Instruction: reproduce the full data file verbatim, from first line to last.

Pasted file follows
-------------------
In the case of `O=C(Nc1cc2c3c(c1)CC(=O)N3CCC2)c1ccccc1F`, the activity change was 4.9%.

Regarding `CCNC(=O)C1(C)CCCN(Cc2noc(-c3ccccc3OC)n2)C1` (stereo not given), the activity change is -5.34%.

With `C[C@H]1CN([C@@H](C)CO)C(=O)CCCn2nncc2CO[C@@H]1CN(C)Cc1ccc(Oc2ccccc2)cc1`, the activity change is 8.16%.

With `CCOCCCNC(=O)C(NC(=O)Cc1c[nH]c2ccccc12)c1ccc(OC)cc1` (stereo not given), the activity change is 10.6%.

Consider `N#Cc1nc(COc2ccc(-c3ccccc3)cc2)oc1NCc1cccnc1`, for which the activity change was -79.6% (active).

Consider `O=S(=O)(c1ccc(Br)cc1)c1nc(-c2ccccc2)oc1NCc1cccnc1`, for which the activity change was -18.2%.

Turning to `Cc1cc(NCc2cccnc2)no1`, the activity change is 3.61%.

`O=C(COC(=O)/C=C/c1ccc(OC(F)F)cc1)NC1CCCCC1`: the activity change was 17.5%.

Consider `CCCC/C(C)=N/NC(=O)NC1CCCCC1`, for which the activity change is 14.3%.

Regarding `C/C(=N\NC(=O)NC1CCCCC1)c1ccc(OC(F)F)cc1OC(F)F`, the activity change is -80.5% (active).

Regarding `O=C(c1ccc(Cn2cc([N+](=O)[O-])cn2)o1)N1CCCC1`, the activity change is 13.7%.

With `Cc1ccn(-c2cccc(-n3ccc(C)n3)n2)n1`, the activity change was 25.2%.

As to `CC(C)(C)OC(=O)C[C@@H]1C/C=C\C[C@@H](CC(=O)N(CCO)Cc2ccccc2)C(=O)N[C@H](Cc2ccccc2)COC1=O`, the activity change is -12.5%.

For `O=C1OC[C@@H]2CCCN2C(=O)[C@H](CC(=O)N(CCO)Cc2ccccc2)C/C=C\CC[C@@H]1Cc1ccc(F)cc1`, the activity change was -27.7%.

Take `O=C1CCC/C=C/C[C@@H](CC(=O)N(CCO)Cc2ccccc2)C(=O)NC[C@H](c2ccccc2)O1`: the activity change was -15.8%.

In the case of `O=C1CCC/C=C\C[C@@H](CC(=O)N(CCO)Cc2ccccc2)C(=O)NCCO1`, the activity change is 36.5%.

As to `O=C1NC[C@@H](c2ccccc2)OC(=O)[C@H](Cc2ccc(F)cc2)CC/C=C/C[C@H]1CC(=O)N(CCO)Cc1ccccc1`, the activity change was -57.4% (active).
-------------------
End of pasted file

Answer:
In the case of `O=C(Nc1cc2c3c(c1)CC(=O)N3CCC2)c1ccccc1F`, the activity change was 4.9%.

Regarding `CCNC(=O)C1(C)CCCN(Cc2noc(-c3ccccc3OC)n2)C1` (stereo not given), the activity change is -5.34%.

With `C[C@H]1CN([C@@H](C)CO)C(=O)CCCn2nncc2CO[C@@H]1CN(C)Cc1ccc(Oc2ccccc2)cc1`, the activity change is 8.16%.

With `CCOCCCNC(=O)C(NC(=O)Cc1c[nH]c2ccccc12)c1ccc(OC)cc1` (stereo not given), the activity change is 10.6%.

Consider `N#Cc1nc(COc2ccc(-c3ccccc3)cc2)oc1NCc1cccnc1`, for which the activity change was -79.6% (active).

Consider `O=S(=O)(c1ccc(Br)cc1)c1nc(-c2ccccc2)oc1NCc1cccnc1`, for which the activity change was -18.2%.

Turning to `Cc1cc(NCc2cccnc2)no1`, the activity change is 3.61%.

`O=C(COC(=O)/C=C/c1ccc(OC(F)F)cc1)NC1CCCCC1`: the activity change was 17.5%.

Consider `CCCC/C(C)=N/NC(=O)NC1CCCCC1`, for which the activity change is 14.3%.

Regarding `C/C(=N\NC(=O)NC1CCCCC1)c1ccc(OC(F)F)cc1OC(F)F`, the activity change is -80.5% (active).

Regarding `O=C(c1ccc(Cn2cc([N+](=O)[O-])cn2)o1)N1CCCC1`, the activity change is 13.7%.

With `Cc1ccn(-c2cccc(-n3ccc(C)n3)n2)n1`, the activity change was 25.2%.

As to `CC(C)(C)OC(=O)C[C@@H]1C/C=C\C[C@@H](CC(=O)N(CCO)Cc2ccccc2)C(=O)N[C@H](Cc2ccccc2)COC1=O`, the activity change is -12.5%.

For `O=C1OC[C@@H]2CCCN2C(=O)[C@H](CC(=O)N(CCO)Cc2ccccc2)C/C=C\CC[C@@H]1Cc1ccc(F)cc1`, the activity change was -27.7%.

Take `O=C1CCC/C=C/C[C@@H](CC(=O)N(CCO)Cc2ccccc2)C(=O)NC[C@H](c2ccccc2)O1`: the activity change was -15.8%.

In the case of `O=C1CCC/C=C\C[C@@H](CC(=O)N(CCO)Cc2ccccc2)C(=O)NCCO1`, the activity change is 36.5%.

As to `O=C1NC[C@@H](c2ccccc2)OC(=O)[C@H](Cc2ccc(F)cc2)CC/C=C/C[C@H]1CC(=O)N(CCO)Cc1ccccc1`, the activity change was -57.4% (active).